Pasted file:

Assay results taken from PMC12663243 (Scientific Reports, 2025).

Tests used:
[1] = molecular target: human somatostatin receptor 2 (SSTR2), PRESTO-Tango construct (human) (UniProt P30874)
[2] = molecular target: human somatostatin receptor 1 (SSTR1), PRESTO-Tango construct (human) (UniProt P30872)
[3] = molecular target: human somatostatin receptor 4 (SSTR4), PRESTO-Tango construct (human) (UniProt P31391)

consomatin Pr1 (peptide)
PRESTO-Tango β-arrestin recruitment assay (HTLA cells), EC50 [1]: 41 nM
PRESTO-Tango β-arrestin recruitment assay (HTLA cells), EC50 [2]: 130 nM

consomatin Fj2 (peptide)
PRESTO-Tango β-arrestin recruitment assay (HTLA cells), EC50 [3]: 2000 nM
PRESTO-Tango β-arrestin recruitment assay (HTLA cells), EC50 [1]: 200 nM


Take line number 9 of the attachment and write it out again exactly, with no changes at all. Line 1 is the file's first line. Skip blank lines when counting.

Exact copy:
consomatin Fj2 (peptide)